"Never Eat Alone" by Keith Ferrazzi with Tahl Raz


An excellent book that cuts through the noise of how to network.

Clearly, the term Networking is difficult to swallow. I have yet to find someone who embraces it. Most clients seem to put it in the same category as being a “salesman”; smarmy, self centered and bordering on the unethical. They feel that, like sales, Networking comes naturally and needs not be a focus.

Wrong.

An easy way to think less pejoratively, call it CONNECTING.

My experience is that those who consciously connect others and build out their networks are tremendously more successful and valuable to our society. Using Adam Grant’s terminology, they are Givers.

The main takeaways of this book are:

1) Reciprocity/Generosity. Be a giver. Individuals cannot possibly succeed like a team. Ask for help. Build a team by being helpful to others. Find ways to make others more successful. Also, get a mentor! No one will have as big an impact on your business, your career, your life.

2) Set Your Goal. This is the intersection of your strength/weaknesses and your dreams and desires. "A goal is a dream with a deadline." Put it down on paper.

3) Create a Personal "Board of Advisors." Identify those people who can, should, be most influential in achieving your dream.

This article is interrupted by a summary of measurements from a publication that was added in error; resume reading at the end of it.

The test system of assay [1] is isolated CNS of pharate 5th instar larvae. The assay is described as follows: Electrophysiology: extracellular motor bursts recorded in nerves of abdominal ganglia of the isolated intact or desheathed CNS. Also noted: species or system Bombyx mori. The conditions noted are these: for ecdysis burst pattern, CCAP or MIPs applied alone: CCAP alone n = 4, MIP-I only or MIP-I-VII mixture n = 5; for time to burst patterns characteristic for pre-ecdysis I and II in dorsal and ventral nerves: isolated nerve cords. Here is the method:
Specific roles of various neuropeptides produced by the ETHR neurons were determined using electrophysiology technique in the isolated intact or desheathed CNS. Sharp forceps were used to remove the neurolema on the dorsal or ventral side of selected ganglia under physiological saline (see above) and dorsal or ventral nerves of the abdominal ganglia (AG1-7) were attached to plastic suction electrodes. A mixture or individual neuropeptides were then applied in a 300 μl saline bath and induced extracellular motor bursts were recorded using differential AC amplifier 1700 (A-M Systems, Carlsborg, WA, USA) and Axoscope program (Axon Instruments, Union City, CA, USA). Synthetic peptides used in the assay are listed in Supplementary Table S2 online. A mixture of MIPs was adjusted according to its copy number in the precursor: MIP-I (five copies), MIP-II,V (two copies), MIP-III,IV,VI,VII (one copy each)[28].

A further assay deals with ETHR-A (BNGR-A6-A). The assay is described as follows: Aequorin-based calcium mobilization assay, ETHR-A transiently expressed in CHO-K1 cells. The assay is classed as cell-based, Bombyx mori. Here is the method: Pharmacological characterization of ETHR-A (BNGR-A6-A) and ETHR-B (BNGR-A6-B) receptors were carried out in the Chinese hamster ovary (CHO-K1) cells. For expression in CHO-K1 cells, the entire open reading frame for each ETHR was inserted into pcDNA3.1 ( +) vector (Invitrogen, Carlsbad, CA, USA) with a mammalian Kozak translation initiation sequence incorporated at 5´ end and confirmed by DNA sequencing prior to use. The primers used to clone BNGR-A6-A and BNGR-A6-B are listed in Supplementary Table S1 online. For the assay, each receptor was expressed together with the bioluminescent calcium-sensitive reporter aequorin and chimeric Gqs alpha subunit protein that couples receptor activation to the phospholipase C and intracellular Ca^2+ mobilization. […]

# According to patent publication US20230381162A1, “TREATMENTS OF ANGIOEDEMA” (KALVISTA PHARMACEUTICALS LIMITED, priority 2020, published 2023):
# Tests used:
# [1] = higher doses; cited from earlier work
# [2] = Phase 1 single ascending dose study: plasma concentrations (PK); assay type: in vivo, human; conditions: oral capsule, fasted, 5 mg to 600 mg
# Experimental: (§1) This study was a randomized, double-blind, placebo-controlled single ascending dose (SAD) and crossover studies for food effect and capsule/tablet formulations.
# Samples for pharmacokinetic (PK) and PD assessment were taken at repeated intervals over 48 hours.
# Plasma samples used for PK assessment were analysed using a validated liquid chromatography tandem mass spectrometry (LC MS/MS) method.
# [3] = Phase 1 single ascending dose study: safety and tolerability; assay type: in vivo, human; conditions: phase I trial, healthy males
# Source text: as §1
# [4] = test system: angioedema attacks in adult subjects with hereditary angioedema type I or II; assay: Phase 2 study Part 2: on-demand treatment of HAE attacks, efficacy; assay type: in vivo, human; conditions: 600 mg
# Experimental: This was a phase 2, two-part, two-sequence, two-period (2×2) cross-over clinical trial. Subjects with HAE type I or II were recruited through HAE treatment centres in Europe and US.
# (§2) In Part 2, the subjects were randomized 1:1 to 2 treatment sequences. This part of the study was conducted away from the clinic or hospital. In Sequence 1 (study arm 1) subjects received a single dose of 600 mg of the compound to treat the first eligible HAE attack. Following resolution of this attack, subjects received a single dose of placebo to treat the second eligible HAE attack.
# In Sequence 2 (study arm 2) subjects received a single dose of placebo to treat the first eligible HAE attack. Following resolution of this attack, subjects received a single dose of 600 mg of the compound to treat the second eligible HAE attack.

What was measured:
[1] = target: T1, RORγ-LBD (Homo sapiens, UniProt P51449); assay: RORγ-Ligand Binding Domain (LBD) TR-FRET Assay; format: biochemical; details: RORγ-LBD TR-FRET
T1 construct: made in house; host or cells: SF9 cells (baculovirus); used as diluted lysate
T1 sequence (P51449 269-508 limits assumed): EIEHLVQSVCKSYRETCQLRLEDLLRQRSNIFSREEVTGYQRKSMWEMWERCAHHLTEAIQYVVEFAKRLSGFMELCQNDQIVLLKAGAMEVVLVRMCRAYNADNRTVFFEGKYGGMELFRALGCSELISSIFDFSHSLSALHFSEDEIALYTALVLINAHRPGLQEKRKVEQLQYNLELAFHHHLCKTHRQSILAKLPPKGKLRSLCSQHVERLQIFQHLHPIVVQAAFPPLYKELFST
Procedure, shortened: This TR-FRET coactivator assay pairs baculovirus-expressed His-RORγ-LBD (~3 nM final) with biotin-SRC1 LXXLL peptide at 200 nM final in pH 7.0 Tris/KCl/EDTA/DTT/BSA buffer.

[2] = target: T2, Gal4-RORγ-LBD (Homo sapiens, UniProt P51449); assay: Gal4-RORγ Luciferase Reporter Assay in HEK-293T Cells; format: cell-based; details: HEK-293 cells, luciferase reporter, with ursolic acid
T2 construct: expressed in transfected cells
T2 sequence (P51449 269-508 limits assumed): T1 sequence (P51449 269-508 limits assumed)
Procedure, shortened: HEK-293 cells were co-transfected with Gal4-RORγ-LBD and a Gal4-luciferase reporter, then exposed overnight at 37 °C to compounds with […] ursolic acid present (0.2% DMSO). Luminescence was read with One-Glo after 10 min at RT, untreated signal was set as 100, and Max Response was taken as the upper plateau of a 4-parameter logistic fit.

4) Relationship Action Plan. This is Keith's biggest new take. He gives you a simple idea for a spreadsheet to get your goals achieved. Step one: Identify goals. Step two: who can help? Step 3: How do I reach out to these people?

5) Get Referrals. This is straighforward. Identify connections between those who like you, and support you and those you feel you need to know. Get them to vote for you!

6) Add one new person/week. Sounds simple. Tough to do. Be genuine. Be bold. You have to make the ask. Find something you have in common with them.

7) Don't focus on your self-interest. Focus on theirs.

8) Do your homework. "Spectacular achievement is always preceded by spectacular preparation." -Schuller

9) Make lists of names. Friends, family, ex colleagues, etc. Make sure to add "aspirational" names. If you plan on meeting them, you can do it!!

10) Arrange group sessions. Dinners, outtings, events that pull people together that will be interesting and helpful. They need to see the benefit of coming together with you.

11) Connect with Connectors. Identify those people who are influential and can and can make the referrals. (Lawyers, VC, Headhunters, journalists, politicians)

12) Master the art of small talk. Ask about them? Their vacations, their families. They will think you are fantastic!

13) Stay in touch. Much of the art of connecting is staying in touch. "80% of success is just staying in touch." Plan on an annual/semi annual call/visit/note.

14) Repetition. To get someone to move from a contact to a friend, they need to see you via at least 3 modes of communication: email/phone call/face to face. That is a start. Then ping them monthly (email or call). Then make sure you see them face to face twice a year.

15) Co create. Get others to help you with your problem/project.

16) Be King of Content. Be the person who is a SME. Send out information that will help others. (like a book review?)

17) Be Interesting.

18) Be a Mentor, Be a Mentee. Repeat

Please feel free to comment on any of these recommendations and suggest other sources that might be helpful.


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